all these confusing ropes
Join Date: Aug 2006
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Here are a few principles I have gleaned, from replacing batteries and electrical systems on three sailboats in the past year. I agree with what has been posted so far
1. I agree that one house bank is better than two or three. Nigel Calder demonstrates the reasons why in his book, get the book as it will help you with other issues.
2. Generally simpler is better. If you tie the house bank batteries together purely with cables and don't use a switch to link them, there is one less thing to break and troubleshoot. Try to keep things simple in general as there is less to break, maintain and troubleshoot.
3. Use batteries of the same age, size and type in each bank. if the batteries are hard to access for service you will not keep up with servicing for the wet cells, also if you will leave the boat unattended for periods of time AGMs lose charge much more slowly. AGMs can be recharged much faster. Otherwise wet cells are a better value.
4. If one of these banks is in the bow (for anchor windlass or bow thruster) make sure you know how they get charged--most people charge them by connecting them to the house bank via battery switch. This means a long run of battery cables to the bow. In my opinion, if you have a generator and use it to charge the batteries, its better to run AC to the bow and run a separate charger there, but be sure that this charger is not powered by the inverter but by shore power/generator. Its easy to let these batteries go down by inattention.
5. Its very important to have a voltmeter for each bank, or some battery monitor like Xantrex for each bank, so you know if any bank is undercharged.
6. The alternator should be connected primarily to the house bank, and then to the starting bank with a battery combiner or something like that. The archives have many discussions of different kinds of combiners. Since you have two alternators, hook up the bigger one to the house bank. Make sure the alternator sensor wire is always hooked up to the battery or that you label the switch not to disconnect the battery or move the switch while the engine is running so you do not fry the alternator. Consider a Zap Stop diode to prevent frying the alternator. Consider a high voltage alarm for each alternator, they are not expensive and will prevent frying your whole electrical sytem, batteries, electronics and lights if your alternator goes berserk.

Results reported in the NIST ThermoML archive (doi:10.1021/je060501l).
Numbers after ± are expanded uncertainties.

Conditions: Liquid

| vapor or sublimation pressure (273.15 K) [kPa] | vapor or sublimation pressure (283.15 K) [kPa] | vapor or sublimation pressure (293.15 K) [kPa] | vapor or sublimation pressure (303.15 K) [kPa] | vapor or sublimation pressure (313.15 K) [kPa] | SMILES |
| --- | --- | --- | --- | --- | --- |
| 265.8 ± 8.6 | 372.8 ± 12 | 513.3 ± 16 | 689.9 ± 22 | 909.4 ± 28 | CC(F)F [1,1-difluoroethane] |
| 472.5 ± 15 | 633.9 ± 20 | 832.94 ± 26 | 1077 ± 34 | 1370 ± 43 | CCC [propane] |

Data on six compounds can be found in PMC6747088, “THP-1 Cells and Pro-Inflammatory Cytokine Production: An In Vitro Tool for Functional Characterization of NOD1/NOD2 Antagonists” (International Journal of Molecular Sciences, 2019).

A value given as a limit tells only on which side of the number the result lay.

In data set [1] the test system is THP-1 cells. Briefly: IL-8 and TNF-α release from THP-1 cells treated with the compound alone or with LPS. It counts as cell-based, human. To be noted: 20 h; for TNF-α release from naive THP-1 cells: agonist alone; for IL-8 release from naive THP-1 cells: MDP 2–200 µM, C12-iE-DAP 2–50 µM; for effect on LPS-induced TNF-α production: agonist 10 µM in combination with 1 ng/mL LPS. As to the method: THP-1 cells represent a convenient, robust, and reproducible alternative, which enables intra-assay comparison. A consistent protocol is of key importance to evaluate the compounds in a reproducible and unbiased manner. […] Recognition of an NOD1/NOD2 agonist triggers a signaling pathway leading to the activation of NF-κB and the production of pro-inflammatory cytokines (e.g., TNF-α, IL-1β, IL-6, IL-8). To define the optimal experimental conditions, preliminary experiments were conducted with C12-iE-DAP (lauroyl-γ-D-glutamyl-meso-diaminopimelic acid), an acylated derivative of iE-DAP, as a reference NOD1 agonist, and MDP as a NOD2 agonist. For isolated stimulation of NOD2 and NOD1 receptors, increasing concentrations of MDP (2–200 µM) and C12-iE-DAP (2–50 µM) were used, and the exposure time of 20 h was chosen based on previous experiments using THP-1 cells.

7. If your starting bank goes dead for any reason, you will find it useful to link together the house and start batteries. Easiest is a battery switch which you should label something like "use only to jump start" or you can use jumper cables. I myself keep an extra cable in the battery box to tie them together in such a circumstance, since its the cheapest and best connection. Takes me 5 minutes.
8. Clean contacts and terminals, use battery anticorrosion spray.
9. Label everything, make a checklist and post it. Its too easy to forget what the different switches are for, or get confused in an emergency, and to forget what you have to have on in order to do X. A list of where breakers and fuses are, the size of fuses etc. can be very helpful in troubleshooting. You can ensure you have an inventory of spare fuses that could be needed. Sometimes a fuse has been installed inline somewhere and if you find it now and put it in your list, this could be a godsend in an emergency.
10. Avoid hooking items up directly to the batteries, exception are sensors and bilge pumps.
11. Solar chargers should be hooked up at a separate terminal on the batteries from where alternator or other charging comes in. Consider a way to switch off while using other charging sources as voltage coming in from them can make alternator think the batteries are fully charged.
12. Verify everything, its amazing how often people use the wrong color battery cable (black on + line or vice versa) because it was at hand